It is a true privilege to work with, and for, our clients, and I have the unique opportunity to get to know (really know) each of the clients we assist. While we are always very clear on how we bill our clients, after the first invoice is received, or the first invoice showing that your retainer has been exhausted, I also have the duty of explaining how and why our office charged for certain tasks. It is at this time that I am asked “How much is this going to cost me?” or “Why should I pay an attorney when all the forms are found online?”
How Much Is This Going to Cost Me?
This question is never easy to answer, and most of our clients are okay with that, so long as they understand why some divorce cases may cost $5,000 while others will cost $20,000. Because the majority of family law attorneys and staff charge an hourly rate, it is very difficult to gage what a case will cost from start to finish, as there’s no way to predict, down to the hour, how long a case will take to bring to completion.
Determining how much a case will cost also has to do with the personalities of the parties involved, as well as their attorneys, and the Judge assigned to the case. And because our courts understand that parents should know what is best for their children, more so than the Judge will, the Judge wants cases to attempt mediation prior to setting a final hearing. As such, a big aspect of any divorce is the negotiation phase. Unfortunately, most of the time, clients are still grieving the loss of their marriage, and the give-and-take of negotiating a settlement is far from their minds.
While your attorney will guide you along the way and off legal advice regarding any exposure you will have before a Judge in a hearing, their advice can be hard to accept. All parents want more time with their children; all parents want to pay less in child and/or spousal support; and all parents want to obtain a greater-than-equal value after distributing assets and debt. So, when your attorney tells you an offer from your spouse’s attorney is a good one—one they have seen your Judge award in other, similar cases—it is sometimes a knee-jerk reaction to immediately decline the offer. It is cases like these—where a client’s judgment is still clouded by heartache, fear, spite, and/or anger toward the other, and a refusal to follow the guidance of their attorney—that can begin a long and expensive case.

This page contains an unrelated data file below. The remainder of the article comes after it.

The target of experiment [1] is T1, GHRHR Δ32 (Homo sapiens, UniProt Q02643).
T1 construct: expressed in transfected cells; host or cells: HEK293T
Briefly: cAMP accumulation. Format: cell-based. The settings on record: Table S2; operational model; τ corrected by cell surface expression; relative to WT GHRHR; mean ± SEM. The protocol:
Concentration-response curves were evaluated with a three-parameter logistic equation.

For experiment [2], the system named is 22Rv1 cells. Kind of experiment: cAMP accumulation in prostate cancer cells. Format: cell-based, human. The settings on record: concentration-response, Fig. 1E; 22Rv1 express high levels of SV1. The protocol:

Alternatively, some cases are already complex by nature. Maybe there are allegations of abuse and you are protecting your children; maybe there is a marital business that needs to be addressed; or, maybe there are significant assets and liabilities that require distribution. In order to gain the best outcome, your attorney will conduct extensive research, hire experts, interview witnesses and compile information so they can tell your story to the Judge assigned to your case and be up to date on all recent legislative changes and case law. Fortunately, cases that require this type of litigation are usually evident during the consultation, so your attorney will be able to prepare you if they anticipate a high-cost divorce.
Why Should I Pay an Attorney When All the Forms Are Online?
It is also common for clients to wonder “Why should I pay you?” after being quoted a retainer fee. While it is true that all required documents can be found online, completed by the client, and filed with the Clerk, what most people do not realize is that if their case is contested, and they have children, the Judge has to consider 13 factors before determining a permanent timesharing arrangement. The Judge will consider testimony of witnesses and evidence before awarding timesharing. In these cases, there are no forms online to help prepare when gathering the appropriate and relevant information to benefit your position. It takes a skilled and experienced attorney, one familiar with your Judge and his or her personality and what information will resonate with him/her, to be able to argue your cause.
Lastly, by nature, divorce cases can be highly emotional and traumatizing to all parties and children involved. The daily stresses of work, parenthood, and life are difficult enough; add the emotion, fear, anxiety and sadness that will likely accompany a divorce in litigation, and competent counsel advocating on your behalf will be tantamount to saving sanity. More often than not, the comfort in having an experienced attorney advocating and fighting for your best interest is worth every penny required; because there is no substitute for peace of mind.